Truly “traditional” indigenous recipes contain no Old World foods, and that means no fry bread, pasta, pies, cakes, nor any other dish containing wheat, flour, sheep, beef, pigs, goats, milk, cheese, chicken, or butter.
Coming Soon: Thanksgiving Recipes
SUGGESTIONS FOR DIABETICS (click)
Buy Fresh Foods! Grow Your Own!
Plants such as asparagus, broccoli, garlic, Brussels sprouts and apples are Old World foods. Raspberries may grow in abundance in many parts of the US, but they originally come from Europe. Black-eyed Peas are indigenous to Africa. Many other dishes might be termed “American Indian foods,” but only because Indians eat them; many of those recipes contain foods that indigenous people did not have until contact with the colonizers. For examples, green chili stew or posole with ham, and mutton stew are not truly traditional because swine and sheep are Old World animals. Many Bannock bread recipes are made with flour. A lot of “traditional” wojapi recipes are merely some fruit mixed with flour and large amounts of sugar.
What's in your fridge?
Grow your own food! My onions and carrots, picked in June 2011. right Hank and corn
Some web sites contain “authentic,” “real” or “traditional” American Indian/Native American/Indigenous dishes that contain flour or any other Old World plant or animal. On this site, “traditional” means customs practiced prior to contact with Europeans.
Many indigenous recipes here could be labeled “Semi-Traditional Indigenous Recipes” because they are primarily comprised of traditional, New World ingredients, but with small amounts of Old World ingredients. Old World ingredients are marked with an asterisk*.
Because of the nature of this site—to improve the health of indigenous peoples—there are no fry bread recipes, nor any other fried foods (French Fries, fried chicken, etc.). You also will not find cakes, pies, cookies, fritters or any other processed foods that contain large amount of refined sugar and white flour.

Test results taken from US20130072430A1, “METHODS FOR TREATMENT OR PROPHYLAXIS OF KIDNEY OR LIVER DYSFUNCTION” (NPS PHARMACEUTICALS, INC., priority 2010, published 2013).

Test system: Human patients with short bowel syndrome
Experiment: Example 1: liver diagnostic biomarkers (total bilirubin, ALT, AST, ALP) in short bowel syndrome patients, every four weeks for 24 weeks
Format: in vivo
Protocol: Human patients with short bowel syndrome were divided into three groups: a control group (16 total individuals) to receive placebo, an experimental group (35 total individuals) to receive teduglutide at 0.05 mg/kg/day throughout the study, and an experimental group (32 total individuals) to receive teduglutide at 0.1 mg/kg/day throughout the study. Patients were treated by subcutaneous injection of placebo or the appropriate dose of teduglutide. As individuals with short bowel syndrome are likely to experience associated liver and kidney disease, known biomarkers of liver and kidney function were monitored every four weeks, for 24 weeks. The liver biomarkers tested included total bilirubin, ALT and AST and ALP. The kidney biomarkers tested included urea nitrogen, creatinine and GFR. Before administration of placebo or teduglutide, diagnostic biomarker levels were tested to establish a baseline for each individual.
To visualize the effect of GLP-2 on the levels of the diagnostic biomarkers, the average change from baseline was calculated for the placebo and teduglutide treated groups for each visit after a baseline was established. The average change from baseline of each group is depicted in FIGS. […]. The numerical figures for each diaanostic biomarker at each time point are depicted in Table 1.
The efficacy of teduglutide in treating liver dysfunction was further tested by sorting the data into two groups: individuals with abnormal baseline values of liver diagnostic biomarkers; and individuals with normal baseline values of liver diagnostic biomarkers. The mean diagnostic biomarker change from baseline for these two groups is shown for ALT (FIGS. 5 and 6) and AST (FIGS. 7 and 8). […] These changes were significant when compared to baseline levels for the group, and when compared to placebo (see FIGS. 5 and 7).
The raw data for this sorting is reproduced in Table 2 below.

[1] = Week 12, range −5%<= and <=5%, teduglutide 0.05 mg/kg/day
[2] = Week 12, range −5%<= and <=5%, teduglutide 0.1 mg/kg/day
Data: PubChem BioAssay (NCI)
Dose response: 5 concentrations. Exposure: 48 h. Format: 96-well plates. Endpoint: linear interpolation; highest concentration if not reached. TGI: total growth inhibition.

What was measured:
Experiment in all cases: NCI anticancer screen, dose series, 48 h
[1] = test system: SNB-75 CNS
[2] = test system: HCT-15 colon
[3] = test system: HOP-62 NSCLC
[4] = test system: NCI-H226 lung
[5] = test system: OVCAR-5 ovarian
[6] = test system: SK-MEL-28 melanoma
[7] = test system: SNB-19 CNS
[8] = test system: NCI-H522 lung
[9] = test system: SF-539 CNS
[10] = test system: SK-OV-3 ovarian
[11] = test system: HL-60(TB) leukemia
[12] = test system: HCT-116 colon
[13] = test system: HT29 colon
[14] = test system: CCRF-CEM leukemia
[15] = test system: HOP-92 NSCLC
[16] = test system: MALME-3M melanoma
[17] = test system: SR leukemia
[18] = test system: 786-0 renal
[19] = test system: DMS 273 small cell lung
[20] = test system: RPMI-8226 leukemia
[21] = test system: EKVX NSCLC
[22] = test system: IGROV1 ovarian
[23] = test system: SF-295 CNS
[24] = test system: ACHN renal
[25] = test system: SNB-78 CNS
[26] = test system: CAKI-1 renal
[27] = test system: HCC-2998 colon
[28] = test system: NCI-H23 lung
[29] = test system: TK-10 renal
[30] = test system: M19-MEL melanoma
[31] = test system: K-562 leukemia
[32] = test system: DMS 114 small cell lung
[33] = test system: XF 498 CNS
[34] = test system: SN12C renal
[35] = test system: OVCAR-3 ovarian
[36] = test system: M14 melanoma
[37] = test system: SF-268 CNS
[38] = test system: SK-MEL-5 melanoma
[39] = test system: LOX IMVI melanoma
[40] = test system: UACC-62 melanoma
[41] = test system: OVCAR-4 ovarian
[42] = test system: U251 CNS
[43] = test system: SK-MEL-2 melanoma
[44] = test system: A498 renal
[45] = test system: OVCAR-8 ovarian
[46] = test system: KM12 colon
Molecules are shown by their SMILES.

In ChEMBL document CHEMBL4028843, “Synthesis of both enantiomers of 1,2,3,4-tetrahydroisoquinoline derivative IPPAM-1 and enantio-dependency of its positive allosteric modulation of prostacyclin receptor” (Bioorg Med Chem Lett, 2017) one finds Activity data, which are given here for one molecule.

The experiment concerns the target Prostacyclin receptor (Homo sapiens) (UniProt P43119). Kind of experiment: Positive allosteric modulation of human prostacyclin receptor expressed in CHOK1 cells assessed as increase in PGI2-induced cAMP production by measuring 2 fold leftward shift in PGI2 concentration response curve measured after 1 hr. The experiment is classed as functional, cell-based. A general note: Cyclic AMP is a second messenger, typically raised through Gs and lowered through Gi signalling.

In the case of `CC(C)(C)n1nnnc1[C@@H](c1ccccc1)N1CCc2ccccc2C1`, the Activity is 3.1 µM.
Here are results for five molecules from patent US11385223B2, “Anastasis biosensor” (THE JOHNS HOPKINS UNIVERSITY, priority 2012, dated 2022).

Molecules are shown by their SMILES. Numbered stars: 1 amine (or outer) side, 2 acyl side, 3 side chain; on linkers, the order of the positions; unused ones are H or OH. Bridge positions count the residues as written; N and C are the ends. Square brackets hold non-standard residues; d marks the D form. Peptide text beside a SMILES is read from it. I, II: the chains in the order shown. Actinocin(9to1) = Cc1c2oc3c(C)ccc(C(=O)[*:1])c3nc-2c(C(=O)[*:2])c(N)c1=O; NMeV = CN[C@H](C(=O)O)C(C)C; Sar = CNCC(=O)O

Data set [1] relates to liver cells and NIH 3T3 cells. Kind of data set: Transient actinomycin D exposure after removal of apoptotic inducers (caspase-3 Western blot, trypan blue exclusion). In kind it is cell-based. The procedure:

Watch out for the words "Native" and "Traditional." In Puerto Rico, for example, "traditional food may consist of tropical fruits (right, fruit at a roadside stand), but today it means "fried." This "Native Snacks" van in Old San Juan featured fried foods and sugary "smoothies" with no real fruit. NEW: Puerto Rican Foods
Me chopping vegetables and western Oklahoma quail Josh got in mid-November, served with steamed vegetables and rice.
This yummy South American lunch was prepared by Chef Jana in the KU cafe, Impromtu, for my Indigenous Food and Health Class. Seared Trout "a la plancha" on a bed of quinoa fried "rice" garnished with squash salsa. The sauce is comprised of butter flavored with garlic and rocotto (Peruvian red pepper, med heat level.) The quinoa is made like fried rice and the squash salsa has zucchini, yellow squash tossed with yellow onions and tomatoes.
Devon's Crimson Red Peppers and Summer Salsa
won 1st Place at the 2008 Vinland County Fair
Above: October pepper harvest and "step one" of making grilled pineapple
Below: Prepping for a Wok dinner
Look at the Native American Food Guide at http://www.aaip.com/tradmed/tradmedfoodguide.html that gives lists of types of “common” foods that might be eaten everyday to satisfy nutritional requirement alongside lists of traditional tribal foods that can be used as substitutes. For example, in the bread group one could use cattails, dried corn, lukameen, and wild rice.
Baked New Potatoes
Chahta (Choctaw) Tamfula
Grilled Corn on the Cob
Pumpkin as a Bowl
Stuffed Bell Peppers
Wild Rice and Cranberries
Cooking with a Wok